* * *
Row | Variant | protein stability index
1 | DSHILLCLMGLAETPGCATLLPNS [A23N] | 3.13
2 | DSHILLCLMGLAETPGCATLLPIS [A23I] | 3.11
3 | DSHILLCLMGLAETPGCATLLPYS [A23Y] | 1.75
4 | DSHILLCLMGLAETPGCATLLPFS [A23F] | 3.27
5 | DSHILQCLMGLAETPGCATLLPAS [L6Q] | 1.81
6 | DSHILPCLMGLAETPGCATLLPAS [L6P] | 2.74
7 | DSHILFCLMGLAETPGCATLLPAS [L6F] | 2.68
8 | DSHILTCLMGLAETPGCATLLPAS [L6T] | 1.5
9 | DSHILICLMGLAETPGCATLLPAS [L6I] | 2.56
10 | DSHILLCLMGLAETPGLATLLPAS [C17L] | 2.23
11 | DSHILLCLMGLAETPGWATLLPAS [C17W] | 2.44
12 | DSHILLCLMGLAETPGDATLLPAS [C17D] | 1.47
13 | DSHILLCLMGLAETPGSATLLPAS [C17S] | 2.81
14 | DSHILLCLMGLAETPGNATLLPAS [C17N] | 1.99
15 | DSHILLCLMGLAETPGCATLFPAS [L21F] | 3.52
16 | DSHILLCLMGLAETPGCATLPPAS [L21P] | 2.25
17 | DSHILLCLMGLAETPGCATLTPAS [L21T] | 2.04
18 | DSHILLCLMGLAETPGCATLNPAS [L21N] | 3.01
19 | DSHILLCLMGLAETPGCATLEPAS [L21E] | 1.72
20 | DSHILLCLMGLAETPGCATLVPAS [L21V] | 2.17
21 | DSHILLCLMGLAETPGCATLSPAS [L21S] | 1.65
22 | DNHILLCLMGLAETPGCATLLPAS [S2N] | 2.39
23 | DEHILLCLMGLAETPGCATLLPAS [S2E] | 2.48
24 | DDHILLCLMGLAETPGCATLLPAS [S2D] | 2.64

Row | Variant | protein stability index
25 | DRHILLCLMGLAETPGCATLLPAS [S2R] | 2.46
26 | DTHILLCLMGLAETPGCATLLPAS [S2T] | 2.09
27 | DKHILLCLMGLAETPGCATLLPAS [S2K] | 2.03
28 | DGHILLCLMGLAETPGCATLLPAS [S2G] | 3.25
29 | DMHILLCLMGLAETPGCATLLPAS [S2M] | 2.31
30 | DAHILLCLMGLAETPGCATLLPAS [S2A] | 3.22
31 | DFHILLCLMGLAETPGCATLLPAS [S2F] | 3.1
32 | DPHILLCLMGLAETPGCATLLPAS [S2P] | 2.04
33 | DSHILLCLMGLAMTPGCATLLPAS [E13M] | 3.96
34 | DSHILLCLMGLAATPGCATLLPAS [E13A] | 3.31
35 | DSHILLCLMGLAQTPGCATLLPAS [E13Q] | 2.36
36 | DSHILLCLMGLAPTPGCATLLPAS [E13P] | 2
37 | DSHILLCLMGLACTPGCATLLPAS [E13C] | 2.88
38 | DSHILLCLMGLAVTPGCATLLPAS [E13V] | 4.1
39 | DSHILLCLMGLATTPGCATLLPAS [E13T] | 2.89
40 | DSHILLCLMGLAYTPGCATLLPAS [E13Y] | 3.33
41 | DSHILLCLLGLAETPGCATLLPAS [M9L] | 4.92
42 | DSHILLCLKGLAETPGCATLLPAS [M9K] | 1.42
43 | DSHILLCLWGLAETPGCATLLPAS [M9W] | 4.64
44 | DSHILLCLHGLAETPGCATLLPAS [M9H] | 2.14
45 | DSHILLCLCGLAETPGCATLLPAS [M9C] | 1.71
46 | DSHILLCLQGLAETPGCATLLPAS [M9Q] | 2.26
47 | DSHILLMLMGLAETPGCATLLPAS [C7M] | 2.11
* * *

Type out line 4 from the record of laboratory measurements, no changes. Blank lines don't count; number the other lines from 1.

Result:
3 | DSHILLCLMGLAETPGCATLLPYS [A23Y] | 1.75